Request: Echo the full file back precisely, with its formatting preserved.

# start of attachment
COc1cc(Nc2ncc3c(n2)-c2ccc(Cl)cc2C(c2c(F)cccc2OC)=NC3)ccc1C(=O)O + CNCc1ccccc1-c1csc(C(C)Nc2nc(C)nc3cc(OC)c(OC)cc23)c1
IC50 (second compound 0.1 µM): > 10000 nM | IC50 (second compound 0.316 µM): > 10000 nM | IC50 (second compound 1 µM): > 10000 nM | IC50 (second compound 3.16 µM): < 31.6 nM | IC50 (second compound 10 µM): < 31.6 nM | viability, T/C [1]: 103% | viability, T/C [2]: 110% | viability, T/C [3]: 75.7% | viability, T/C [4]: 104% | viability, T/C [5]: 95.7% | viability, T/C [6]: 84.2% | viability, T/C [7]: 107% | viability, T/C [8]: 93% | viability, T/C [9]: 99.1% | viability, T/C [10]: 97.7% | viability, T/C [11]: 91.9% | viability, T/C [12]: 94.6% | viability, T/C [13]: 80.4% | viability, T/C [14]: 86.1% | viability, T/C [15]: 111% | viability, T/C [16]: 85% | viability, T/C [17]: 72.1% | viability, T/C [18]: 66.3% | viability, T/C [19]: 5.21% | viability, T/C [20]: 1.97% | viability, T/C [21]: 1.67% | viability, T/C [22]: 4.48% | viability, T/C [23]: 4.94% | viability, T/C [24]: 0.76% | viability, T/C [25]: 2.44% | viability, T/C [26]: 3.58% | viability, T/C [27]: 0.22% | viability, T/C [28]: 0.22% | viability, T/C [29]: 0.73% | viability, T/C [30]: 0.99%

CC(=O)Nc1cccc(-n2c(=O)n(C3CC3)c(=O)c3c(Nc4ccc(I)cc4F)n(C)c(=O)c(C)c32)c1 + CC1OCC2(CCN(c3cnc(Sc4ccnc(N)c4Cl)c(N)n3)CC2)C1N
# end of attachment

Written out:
COc1cc(Nc2ncc3c(n2)-c2ccc(Cl)cc2C(c2c(F)cccc2OC)=NC3)ccc1C(=O)O + CNCc1ccccc1-c1csc(C(C)Nc2nc(C)nc3cc(OC)c(OC)cc23)c1
IC50 (second compound 0.1 µM): > 10000 nM | IC50 (second compound 0.316 µM): > 10000 nM | IC50 (second compound 1 µM): > 10000 nM | IC50 (second compound 3.16 µM): < 31.6 nM | IC50 (second compound 10 µM): < 31.6 nM | viability, T/C [1]: 103% | viability, T/C [2]: 110% | viability, T/C [3]: 75.7% | viability, T/C [4]: 104% | viability, T/C [5]: 95.7% | viability, T/C [6]: 84.2% | viability, T/C [7]: 107% | viability, T/C [8]: 93% | viability, T/C [9]: 99.1% | viability, T/C [10]: 97.7% | viability, T/C [11]: 91.9% | viability, T/C [12]: 94.6% | viability, T/C [13]: 80.4% | viability, T/C [14]: 86.1% | viability, T/C [15]: 111% | viability, T/C [16]: 85% | viability, T/C [17]: 72.1% | viability, T/C [18]: 66.3% | viability, T/C [19]: 5.21% | viability, T/C [20]: 1.97% | viability, T/C [21]: 1.67% | viability, T/C [22]: 4.48% | viability, T/C [23]: 4.94% | viability, T/C [24]: 0.76% | viability, T/C [25]: 2.44% | viability, T/C [26]: 3.58% | viability, T/C [27]: 0.22% | viability, T/C [28]: 0.22% | viability, T/C [29]: 0.73% | viability, T/C [30]: 0.99%

CC(=O)Nc1cccc(-n2c(=O)n(C3CC3)c(=O)c3c(Nc4ccc(I)cc4F)n(C)c(=O)c(C)c32)c1 + CC1OCC2(CCN(c3cnc(Sc4ccnc(N)c4Cl)c(N)n3)CC2)C1N